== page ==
DR (MRS) M.B. FETUGA13 CLINICAL PRESENTATION SYMPTOMS – Diagnosis is clinical Fever Excessive sweating Inability to open the mouth Involuntary muscular movements (Spasms) SIGNS Trismus-lock jaw (rigidity of masseter muscles) Risus sardonicus (facial) Neck stiffness Spasms – painful with no loss of consciousness Opisthotonus- (rigidity of extensor muscles dominate) Board-like abdominal rigidity Hypertension Tachycardia
DR (MRS) M.B. FETUGA14 COMPLICATIONS Laryngospasm and spasm of respiratory muscles leads to difficulty with breathing. Hyperpyrexia. Fractures of the spine or long bones may result from sustained contractions. Hyperactivity of the autonomic nervous system may lead to hypertension and cardiac arrhythmia. Nosocomial infections particularly septicaemia. Aspiration pneumonia. Rhabdomyolysis with the risk of acute tubular necrosis. Pulmonary emboli. Gastric dilatation and paralytic ileus.
DR (MRS) M.B. FETUGA15 DIFFERENTIAL DIAGNOSIS Rabies. Pharyngitis. Encephalitis. Meningitis. Dystonic drug reactions. Strychnine poisoning.
DR (MRS) M.B. FETUGA16 PROGNOSIS Worse with decreasing age, short IP, short period of onset, increasing frequency & duration of spasms,presence of autonomic dysfunction. Worse if the portal of entry is not easily accessible eg. deep penetrating wound. Worse in the presence of other invasive diseases like pneumonia and septicaemia. Improves with quality of nursing care
DR (MRS) M.B. FETUGA17 MANAGEMENT 1 The principle of management include the following: (1) Supportive management to ensure adequate fluid and caloric intake and stability of vital signs. (2) Neutralization of tetanospasmin (3) Eradication of C. tetani with antibiotics. (4) Control of spasms. All wounds should be thoroughly cleaned. Necrotic tissue and foreign material should be removed. Patient should be nursed in a dark, quiet place with minimal disturbances. Injections should be minimized. If tetanic spasms are occurring, maintenance of an adequate airway is critical. Tracheostomy may be life saving.
DR (MRS) M.B. FETUGA18 MANAGEMENT 2 Anti-tetanus serum (5,000 – 10, 000 units intramuscularly) neutralizes the toxins in circulation. It should be given only after a non-reactive test dose. The human form of tetanus immune globulin (3,000 – 6,000units) is preferable but not available in most places in the developing world. Active immunization with tetanus toxoid (0.5mL) should begin or continue as soon as the person’s condition has stabilized.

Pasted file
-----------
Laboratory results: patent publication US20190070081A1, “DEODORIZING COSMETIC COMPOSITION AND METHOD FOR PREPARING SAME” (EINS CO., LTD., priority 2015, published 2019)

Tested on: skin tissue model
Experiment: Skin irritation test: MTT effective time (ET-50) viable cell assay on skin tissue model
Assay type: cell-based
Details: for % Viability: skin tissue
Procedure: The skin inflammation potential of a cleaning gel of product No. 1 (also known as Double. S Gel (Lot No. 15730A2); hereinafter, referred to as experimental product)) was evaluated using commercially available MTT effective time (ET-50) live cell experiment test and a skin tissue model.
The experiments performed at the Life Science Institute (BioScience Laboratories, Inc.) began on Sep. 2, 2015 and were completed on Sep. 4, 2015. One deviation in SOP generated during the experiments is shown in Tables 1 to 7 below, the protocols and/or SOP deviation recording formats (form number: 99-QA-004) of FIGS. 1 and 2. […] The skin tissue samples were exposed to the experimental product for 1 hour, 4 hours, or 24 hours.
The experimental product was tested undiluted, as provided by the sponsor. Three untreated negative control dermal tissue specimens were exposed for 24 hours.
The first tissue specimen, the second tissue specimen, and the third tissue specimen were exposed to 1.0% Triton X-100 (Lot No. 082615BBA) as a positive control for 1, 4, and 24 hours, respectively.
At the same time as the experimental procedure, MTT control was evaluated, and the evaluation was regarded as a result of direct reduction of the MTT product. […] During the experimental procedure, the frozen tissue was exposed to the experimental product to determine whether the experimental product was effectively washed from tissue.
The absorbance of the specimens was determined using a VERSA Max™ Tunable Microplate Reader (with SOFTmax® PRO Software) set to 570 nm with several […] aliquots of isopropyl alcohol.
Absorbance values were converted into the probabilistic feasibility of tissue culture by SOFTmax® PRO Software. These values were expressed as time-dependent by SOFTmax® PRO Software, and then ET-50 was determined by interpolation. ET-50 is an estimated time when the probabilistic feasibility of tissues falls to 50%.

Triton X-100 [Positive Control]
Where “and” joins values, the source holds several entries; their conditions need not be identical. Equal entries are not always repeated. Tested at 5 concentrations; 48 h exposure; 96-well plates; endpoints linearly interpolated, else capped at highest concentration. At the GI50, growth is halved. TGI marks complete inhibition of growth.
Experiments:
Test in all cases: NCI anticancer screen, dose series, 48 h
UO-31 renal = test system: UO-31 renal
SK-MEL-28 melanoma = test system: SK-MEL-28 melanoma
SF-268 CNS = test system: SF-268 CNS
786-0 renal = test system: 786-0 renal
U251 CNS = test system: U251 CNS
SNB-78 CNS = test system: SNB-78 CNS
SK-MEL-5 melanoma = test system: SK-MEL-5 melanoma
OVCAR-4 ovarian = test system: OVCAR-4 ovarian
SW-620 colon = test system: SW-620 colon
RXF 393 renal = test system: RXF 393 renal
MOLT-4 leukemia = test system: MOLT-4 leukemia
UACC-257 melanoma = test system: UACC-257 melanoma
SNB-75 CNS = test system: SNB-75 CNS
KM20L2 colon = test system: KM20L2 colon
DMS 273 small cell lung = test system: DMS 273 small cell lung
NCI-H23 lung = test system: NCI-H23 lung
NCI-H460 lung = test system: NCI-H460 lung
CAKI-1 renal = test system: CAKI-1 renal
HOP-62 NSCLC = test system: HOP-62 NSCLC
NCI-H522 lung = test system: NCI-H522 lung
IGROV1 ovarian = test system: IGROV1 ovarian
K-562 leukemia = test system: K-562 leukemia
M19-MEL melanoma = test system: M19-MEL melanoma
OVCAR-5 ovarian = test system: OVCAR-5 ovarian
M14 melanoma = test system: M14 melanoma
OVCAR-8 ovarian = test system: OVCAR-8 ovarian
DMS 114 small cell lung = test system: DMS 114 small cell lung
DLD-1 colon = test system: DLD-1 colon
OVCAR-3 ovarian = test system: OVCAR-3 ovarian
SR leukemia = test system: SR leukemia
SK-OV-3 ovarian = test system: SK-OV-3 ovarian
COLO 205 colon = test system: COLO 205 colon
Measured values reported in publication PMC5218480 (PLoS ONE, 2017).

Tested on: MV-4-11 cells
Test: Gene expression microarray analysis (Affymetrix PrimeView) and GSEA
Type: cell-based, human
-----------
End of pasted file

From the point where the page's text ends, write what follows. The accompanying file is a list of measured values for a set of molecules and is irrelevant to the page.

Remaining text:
DR (MRS) M.B. FETUGA19 MANAGEMENT 3 Penicillin is the drug of choice in tetanus hence it can be given as 200, 000u/ kg of Penicillin G in 4 divided doses for 5 days. The macrolides (Erythromycin, Azithromycin etc) and metronidazole may also be used. When septicaemia is suspected, Gentamicin (5 mg/kg) should be added to Penicillin pending laboratory sensitivity report. Control of spasms with sedation is the mainstay of treatment. A combination of Phenobarbitone (1mg/kg/dose 6 hourly), Diazepam (0.2 – 0.5mg/kg/dose 6 hourly) and Chlorpromazine (1mg/kg/dose 6 hourly) are used for synergistic maximal effect.
DR (MRS) M.B. FETUGA20 MANAGEMENT 4 With severe spasms, Curarization with mechanical ventilation can be done. Tetanus disease does not confer immunity because of the very small amount of toxin required to produce illness. Persons recovering from tetanus should begin or complete active immunization with tetanus toxoid (Td) during convalescence.
DR (MRS) M.B. FETUGA21 PREVENTION 1 Three doses of the triple vaccine DPT is recommended within the first 14 weeks of life (6, 10 and 14 weeks). Five booster doses of 0.5mL tetanus toxoid are recommended for all women in the reproductive age group (at first contact, 4 weeks later, at least 6 months after the 2nd dose, at least 1 year after the 3rd dose and at least 1 year after the 4th dose).
DR (MRS) M.B. FETUGA22 PREVENTION 2 Booster doses are also recommended when injuries are sustained under circumstances that may encourage infection with C. tetani. Persons with dirty wounds: 1)those who had taken tetanus toxoid in the preceding 5 years need no booster dose of tetanus toxoid; 2)those with history of tetanus toxoid administration between the last 5 and 10 years, a single booster dose of tetanus toxoid is recommended; 3)those who have not taken tetanus toxoid within the last 10 years, a combination of tetanus toxoid and Anti-tetanus Serum should be given (on different sites).